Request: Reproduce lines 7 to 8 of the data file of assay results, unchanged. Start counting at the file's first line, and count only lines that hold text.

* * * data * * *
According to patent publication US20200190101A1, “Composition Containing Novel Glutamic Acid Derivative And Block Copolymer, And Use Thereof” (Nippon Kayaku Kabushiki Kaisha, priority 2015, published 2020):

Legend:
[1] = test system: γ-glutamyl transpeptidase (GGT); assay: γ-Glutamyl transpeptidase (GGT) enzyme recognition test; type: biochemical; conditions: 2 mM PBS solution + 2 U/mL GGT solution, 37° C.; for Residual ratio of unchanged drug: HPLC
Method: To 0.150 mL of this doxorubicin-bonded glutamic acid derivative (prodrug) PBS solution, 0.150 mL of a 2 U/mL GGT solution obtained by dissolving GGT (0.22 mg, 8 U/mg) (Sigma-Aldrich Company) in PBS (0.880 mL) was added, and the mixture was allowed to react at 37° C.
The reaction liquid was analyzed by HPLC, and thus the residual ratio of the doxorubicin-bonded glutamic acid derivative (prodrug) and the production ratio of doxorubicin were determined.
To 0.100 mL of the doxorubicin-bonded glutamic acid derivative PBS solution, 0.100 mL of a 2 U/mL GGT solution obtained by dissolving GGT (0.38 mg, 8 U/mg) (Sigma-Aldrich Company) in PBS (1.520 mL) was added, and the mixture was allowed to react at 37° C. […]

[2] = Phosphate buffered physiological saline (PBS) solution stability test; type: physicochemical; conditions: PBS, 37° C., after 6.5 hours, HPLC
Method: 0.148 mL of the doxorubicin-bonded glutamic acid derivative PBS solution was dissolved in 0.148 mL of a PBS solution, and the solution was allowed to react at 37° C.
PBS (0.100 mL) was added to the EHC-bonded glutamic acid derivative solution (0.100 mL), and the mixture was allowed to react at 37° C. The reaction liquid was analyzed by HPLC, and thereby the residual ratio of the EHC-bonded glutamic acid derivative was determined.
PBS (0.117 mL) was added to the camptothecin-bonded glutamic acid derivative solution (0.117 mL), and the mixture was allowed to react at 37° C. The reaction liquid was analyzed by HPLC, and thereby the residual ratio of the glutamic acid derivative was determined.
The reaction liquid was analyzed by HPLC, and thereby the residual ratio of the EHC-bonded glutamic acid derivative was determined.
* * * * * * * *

[2] = Phosphate buffered physiological saline (PBS) solution stability test; type: physicochemical; conditions: PBS, 37° C., after 6.5 hours, HPLC
Method: 0.148 mL of the doxorubicin-bonded glutamic acid derivative PBS solution was dissolved in 0.148 mL of a PBS solution, and the solution was allowed to react at 37° C.